Quick raise of the hands—who remembers what you were doing the night of May 11, 2006?
If you’re anything like me, that date has been forever stamped into your brain as the original airing of Casino Night, the Season Two Office Finale. Also known as The Most Singularly Great Work of Television Ever Produced. As a stand-alone episode, it’s fabulous in many regards. But as the capstone to the best season of tv ever, it is monumental. (I’m completely serious here. I’ve watched a lot of shows and nothing, I repeat, nothing can hold up to the begin-to-finish of Season Two. You can disagree, but you’d also be wrong.)
I should point out that this post obviously spoils everything about the episode, but this isn’t a post about how wonderful Casino Night is as a whole. I’d have plenty of material—there is nary a weak joke to be seen. The show needs to utilize Steve Carell’s writing more often, but that’s challenging when your main star is also one of Hollywood’s current comedy darlings. If you want to read a really comprehensive and well-written recap of the show, James (the creator of Northern Attack) wrote one here.
Instead, this is a post about Jim, Pam, and how the journey of two fictional characters completely altered the course of my life. Dramatic, much? Yeah, but it’s also true. I watched a few episodes of The Office back in the first season and loved it immediately. Unfortunately, I was also wrapped up in AP tests, boys, and getting ready to leave for my first semester of college only a few weeks after graduation. The show didn’t enter my radar that fall, because our lousy tv only got fuzzy, tin-foiled reception of ABC and PBS. (This lead to a short-termed McLoveAffair with Grey’s Anatomy.) I caught The Injury a couple months into my winter semester at home and that was that. I trolled the internet for spoilers and read the scripts of the episodes I’d missed. I was in love. Like any good story, a large part of my love was built into the romance of one Jim Halpert and Pam Beesly. Also like any good story, the romance didn’t come easy. This is namely because of one tiny, dull, $80 diamond on Pam’s left ring finger. (Stupid [swear word] Roy! Sorry, I just have to get that out of my system once in a while.)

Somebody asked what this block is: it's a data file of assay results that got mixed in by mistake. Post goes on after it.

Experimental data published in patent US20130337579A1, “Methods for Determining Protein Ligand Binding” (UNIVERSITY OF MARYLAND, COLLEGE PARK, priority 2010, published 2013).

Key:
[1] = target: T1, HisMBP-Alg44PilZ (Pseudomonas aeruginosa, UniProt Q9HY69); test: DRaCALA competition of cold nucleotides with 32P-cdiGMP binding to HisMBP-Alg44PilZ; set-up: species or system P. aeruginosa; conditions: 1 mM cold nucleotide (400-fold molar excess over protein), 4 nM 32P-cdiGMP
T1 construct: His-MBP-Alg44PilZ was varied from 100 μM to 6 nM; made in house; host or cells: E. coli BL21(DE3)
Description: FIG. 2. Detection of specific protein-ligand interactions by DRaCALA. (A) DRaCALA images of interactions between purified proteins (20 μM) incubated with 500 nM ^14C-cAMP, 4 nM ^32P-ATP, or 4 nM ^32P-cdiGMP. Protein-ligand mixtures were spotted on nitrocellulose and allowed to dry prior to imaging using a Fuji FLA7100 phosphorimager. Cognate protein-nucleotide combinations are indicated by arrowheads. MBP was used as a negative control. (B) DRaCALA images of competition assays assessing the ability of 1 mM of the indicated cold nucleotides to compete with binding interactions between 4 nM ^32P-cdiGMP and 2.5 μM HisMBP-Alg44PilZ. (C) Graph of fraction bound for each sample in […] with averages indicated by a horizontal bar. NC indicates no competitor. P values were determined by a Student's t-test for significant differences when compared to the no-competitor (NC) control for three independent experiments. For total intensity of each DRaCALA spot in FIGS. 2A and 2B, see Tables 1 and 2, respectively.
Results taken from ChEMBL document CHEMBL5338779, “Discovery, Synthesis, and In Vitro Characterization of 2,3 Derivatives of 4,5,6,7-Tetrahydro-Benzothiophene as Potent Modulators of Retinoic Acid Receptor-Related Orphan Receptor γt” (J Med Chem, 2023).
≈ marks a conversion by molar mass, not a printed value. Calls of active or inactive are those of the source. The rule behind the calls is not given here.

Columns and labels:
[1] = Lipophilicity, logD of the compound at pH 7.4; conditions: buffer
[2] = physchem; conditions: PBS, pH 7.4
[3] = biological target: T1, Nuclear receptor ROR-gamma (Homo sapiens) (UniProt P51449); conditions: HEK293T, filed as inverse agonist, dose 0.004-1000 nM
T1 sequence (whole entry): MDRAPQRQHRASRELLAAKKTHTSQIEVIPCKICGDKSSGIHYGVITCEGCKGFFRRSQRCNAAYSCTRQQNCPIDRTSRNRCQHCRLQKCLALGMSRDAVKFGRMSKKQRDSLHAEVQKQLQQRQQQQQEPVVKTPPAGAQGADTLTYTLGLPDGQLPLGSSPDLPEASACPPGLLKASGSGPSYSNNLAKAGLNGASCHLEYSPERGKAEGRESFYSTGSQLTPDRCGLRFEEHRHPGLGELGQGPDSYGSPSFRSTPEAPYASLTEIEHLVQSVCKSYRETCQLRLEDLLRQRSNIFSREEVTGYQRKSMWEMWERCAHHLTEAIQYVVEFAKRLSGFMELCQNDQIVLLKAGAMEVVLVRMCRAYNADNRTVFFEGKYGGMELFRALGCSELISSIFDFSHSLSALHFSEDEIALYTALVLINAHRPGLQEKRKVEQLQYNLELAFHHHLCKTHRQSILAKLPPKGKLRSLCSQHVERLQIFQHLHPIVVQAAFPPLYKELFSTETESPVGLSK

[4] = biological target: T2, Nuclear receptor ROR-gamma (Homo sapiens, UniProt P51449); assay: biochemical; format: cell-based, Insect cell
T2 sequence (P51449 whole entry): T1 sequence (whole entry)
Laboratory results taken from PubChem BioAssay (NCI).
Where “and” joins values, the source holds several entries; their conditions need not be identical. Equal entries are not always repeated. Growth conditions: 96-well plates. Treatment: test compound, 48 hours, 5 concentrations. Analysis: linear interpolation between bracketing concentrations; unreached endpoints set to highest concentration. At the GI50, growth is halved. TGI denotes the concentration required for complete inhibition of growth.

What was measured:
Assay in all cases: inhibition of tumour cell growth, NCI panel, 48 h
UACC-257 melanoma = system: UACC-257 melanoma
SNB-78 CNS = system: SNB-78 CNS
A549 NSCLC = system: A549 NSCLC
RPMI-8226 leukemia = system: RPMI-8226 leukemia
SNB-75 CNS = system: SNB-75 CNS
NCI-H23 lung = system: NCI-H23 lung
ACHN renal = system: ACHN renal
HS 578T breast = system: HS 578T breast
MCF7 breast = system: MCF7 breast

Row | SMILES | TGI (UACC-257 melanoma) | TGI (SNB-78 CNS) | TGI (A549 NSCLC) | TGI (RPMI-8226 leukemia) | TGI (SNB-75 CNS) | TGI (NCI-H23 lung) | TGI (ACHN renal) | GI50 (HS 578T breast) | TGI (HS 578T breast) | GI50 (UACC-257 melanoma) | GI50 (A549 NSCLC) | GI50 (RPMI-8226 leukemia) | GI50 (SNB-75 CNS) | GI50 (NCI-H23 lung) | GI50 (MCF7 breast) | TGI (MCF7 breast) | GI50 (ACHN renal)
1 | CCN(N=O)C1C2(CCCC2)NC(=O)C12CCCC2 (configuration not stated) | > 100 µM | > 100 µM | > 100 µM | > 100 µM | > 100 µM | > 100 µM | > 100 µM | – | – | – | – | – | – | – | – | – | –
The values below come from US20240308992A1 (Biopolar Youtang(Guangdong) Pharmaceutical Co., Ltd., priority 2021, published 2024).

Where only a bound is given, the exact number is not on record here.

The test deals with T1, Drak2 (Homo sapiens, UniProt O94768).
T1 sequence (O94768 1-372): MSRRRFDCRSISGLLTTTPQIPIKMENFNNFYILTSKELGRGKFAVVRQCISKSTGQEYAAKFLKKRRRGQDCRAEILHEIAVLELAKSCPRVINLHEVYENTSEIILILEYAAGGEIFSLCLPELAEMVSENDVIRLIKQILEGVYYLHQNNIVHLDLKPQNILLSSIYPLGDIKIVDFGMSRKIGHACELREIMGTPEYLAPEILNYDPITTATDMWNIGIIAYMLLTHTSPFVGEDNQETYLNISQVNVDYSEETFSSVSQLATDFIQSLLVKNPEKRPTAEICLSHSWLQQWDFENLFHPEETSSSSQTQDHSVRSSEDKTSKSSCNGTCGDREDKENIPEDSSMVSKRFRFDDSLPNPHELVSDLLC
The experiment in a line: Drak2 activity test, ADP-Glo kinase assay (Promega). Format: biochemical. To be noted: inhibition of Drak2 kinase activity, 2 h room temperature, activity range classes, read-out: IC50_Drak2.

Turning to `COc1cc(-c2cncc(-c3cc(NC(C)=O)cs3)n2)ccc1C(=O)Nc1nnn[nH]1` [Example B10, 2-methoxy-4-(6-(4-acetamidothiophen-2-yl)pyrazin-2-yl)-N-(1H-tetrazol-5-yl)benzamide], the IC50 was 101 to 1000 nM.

And you know why nothing happened between Jim and Pam in the five-plus years they worked together? All in all, they’re average people just like you and I who are terrified of pushing boundaries and really exposing who they are. There are exceptions to this rule, but if there’s anything I’ve learned as a psych major, it’s that people don’t like change. Jim and Pam could stay within their carefully constructed borders of flirting and pranking without much modification of their outside lives. Both wanted something different outside of Dunder Mifflin, but it was comfortable. The comfort level was more so to Pam, because she had her engagement to fall back on, but even Jim tried dating to no avail. And heck, who isn’t scared stiff by the mere thought of telling your best friend that you truly, madly, deeply love them? (I kind of hate myself for quoting Savage Garden just then.)
Despite the fact that Jim and Pam were both too chicken to own up to their feelings for so long, it being television, you knew something was going to happen in the season finale. I mean, how nice would it be if real life worked this way? “Oh, it’s mid-May. I guess he’ll be kissing me in the next couple days.” But I digress. In the episodes leading up to CN, progress was made fairly rapidly. Jim was planning on being in Australia for the wedding, they practically acted like a couple during Michael’s Birthday, and Pam eventually realized that Jim wasn’t thrilled with hearing wedding talk all the time. Even the progression of CN seems to echo the intensity of their S1&2 interactions, as seen in the following scenes.